Archive | April, 2012

Fat Defenders

20 Apr

So the other day I went to Target to have a look at underwear and maternity clothing. My pregnant body is growing rapidly and my clothing options have become somewhat limited. In the store, next to the pitiful singular maternity rack was a huge new section for plus size women’s clothing. And I don’t mean clothes for women who are unusually tall or broad these were clothes for obese people.

What the hell is wrong with the world?

Here’s what I think… If you are obese, your body is desperately trying to tell you that you are unhealthy. Your diet is wrong, you eat too much, you don’t exercise enough and perhaps you’re also unwilling to take responsibility for yourself and lack the courage to try something different. That is the truth.

So, department stores are going to reward you for ignoring your health by providing you with reasonably priced, stylish, accessible clothing to keep you trapped exactly where you are.

Did you see this Mama Mia article about how there isn’t enough plus size clothing to go around? WTF? Firstly, I am a short, petite, healthy woman and I have the same problem – I cannot find clothes that fit me. My options are normally limited to: supre, miss shop, teen sections or buying larger clothes and having them altered (which is what I normally end up doing). But when I do go to places that specialise in small sizes like supre, do you know what I find? The small sizes are the first to sell out. Small people are desperate!!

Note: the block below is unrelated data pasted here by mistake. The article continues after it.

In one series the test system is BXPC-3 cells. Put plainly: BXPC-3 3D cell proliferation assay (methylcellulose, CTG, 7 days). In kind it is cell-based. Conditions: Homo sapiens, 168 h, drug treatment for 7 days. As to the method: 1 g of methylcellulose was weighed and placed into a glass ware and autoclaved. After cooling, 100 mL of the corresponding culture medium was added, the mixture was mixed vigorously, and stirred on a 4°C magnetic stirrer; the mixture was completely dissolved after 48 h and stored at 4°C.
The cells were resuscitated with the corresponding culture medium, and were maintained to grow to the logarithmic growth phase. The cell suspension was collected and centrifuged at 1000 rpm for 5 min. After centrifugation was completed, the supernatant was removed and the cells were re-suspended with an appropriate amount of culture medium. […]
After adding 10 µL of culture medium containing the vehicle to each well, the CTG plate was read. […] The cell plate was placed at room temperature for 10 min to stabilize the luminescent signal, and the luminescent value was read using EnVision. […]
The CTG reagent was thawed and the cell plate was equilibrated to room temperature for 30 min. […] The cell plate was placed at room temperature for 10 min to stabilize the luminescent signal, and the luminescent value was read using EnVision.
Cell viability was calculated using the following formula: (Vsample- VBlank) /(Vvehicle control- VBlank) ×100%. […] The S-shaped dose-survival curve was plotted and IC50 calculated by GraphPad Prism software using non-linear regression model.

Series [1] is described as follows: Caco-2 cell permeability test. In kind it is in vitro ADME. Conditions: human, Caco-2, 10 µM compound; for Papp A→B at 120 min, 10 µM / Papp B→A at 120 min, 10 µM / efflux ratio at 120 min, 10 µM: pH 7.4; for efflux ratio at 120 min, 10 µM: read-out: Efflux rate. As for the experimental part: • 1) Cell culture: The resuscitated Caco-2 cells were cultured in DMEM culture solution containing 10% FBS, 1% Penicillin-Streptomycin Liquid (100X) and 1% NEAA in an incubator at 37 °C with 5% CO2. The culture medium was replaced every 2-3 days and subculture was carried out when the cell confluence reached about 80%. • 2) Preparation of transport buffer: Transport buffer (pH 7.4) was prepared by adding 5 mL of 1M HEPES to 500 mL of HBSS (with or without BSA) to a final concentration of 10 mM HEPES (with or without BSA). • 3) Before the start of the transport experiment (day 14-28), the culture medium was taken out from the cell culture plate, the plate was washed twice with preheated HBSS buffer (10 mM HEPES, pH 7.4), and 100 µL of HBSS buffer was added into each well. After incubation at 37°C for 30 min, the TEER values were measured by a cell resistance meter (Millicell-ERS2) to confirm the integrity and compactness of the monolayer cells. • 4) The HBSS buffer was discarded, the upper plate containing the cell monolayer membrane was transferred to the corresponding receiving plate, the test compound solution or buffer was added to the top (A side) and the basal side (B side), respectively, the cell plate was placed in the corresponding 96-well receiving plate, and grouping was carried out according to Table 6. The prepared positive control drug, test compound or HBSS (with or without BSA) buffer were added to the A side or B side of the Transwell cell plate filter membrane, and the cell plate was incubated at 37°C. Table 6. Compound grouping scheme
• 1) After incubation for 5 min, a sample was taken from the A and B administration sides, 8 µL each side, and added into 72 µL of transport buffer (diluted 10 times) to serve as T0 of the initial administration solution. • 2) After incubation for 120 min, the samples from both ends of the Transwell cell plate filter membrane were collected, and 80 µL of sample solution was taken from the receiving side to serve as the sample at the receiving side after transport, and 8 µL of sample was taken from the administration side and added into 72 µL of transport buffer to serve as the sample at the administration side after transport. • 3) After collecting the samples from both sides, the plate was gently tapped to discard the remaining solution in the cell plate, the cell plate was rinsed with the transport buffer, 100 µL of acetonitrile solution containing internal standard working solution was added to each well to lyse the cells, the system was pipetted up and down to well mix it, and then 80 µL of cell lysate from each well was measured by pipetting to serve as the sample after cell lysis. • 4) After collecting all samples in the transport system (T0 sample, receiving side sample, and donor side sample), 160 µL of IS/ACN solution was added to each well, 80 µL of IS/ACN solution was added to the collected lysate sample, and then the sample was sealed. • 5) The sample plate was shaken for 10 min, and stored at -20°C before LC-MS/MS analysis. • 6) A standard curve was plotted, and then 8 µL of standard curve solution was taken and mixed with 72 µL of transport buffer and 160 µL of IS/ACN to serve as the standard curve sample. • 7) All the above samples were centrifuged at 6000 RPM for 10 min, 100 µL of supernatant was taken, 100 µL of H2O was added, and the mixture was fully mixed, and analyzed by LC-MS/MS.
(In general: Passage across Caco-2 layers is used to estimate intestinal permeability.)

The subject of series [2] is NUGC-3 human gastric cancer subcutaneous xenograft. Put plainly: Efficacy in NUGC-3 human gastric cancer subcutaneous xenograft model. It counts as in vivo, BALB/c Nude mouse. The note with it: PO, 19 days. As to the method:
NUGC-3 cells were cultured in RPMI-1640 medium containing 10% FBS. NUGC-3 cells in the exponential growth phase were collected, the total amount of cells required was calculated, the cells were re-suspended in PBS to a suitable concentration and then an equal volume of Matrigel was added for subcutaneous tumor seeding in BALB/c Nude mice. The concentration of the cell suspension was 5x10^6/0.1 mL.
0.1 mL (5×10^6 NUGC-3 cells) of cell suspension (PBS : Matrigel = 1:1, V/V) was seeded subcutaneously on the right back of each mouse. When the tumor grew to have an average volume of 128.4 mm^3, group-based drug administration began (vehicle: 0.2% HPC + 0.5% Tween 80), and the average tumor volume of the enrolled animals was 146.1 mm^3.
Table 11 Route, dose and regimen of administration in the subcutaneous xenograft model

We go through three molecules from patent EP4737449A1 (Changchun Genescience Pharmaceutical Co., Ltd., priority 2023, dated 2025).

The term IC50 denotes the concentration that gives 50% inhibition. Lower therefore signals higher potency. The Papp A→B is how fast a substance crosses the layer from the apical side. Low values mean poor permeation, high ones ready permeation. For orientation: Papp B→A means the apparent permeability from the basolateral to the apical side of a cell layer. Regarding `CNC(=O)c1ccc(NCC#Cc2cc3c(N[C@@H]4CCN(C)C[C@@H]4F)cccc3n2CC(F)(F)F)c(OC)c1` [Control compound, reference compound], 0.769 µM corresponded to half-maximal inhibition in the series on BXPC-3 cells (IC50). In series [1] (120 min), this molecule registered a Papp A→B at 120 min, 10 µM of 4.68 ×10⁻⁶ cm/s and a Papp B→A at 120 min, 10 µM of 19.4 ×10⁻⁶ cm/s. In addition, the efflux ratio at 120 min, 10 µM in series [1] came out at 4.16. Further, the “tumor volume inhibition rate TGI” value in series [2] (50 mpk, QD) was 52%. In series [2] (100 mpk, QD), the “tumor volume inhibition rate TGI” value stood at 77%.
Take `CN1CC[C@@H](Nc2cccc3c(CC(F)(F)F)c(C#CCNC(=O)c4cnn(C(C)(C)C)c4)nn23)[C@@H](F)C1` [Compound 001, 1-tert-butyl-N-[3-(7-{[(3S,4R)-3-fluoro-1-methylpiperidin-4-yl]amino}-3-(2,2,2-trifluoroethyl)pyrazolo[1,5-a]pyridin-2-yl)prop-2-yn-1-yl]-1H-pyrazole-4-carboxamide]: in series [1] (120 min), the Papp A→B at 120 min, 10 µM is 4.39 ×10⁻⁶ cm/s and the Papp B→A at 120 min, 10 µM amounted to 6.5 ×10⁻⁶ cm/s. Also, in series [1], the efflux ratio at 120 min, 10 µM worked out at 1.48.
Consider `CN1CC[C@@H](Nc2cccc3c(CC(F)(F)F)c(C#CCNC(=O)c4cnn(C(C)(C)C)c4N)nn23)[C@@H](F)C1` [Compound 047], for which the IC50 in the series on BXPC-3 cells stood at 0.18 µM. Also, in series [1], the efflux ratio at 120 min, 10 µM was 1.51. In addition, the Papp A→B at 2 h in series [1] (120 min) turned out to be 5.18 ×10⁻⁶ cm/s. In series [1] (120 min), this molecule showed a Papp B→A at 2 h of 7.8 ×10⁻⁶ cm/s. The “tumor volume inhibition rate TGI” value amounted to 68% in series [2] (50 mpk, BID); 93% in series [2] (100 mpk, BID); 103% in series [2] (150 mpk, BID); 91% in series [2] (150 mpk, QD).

I used to be a size 8 but now I am a size 6 (or XXS). My body hasn’t changed, the clothing sizes have! Probably in an attempt not to offend women who are becoming increasingly fatter. And now obese women are complaining that they can’t find stylish clothing!

So this article reports that trendy brands want to associate their product lines with slim people – what is wrong with that? Everyone is capable of being healthy and losing weight. In fact the desire to be able to fit into stylish clothing could be a great incentive for someone to lose weight.

They go on to list 3 points

1. The cost and fear of changing patterns to suit a curvier figure. The grading between sizes 6 and 12 is quite uniform but when you get up to sizes 16 to 24 women put on weight in vastly different ways and the pattern needs to be adjusted to make the garment work.

That cost is a real one! It would cost more to make bigger clothes and have more options. Would obese women be willing to pay the extra? It’s crazy to expect that clothing using twice or three times the fabric should cost the same as a smaller item. Maybe the additional cost would get people motivated to lose weight.

2. The stigma attached to a plus size clothing. The cooler, edgier labels have a reputation that the customer wants to buy into. Plus sizes aren’t part of that.

I recognise the danger of using unusually tall and slender models and not having realistic clothing sizes available however I do believe that part of the image that those “cool” labels promote is in fact, health! This is not a bad thing. Plus sizes are not a part of that because they are (generally) for unhealthy people.

3. They simply don’t think plus size women want fashionable clothes. There is a mentality that if you really wanted to wear fashion, you would lose weight.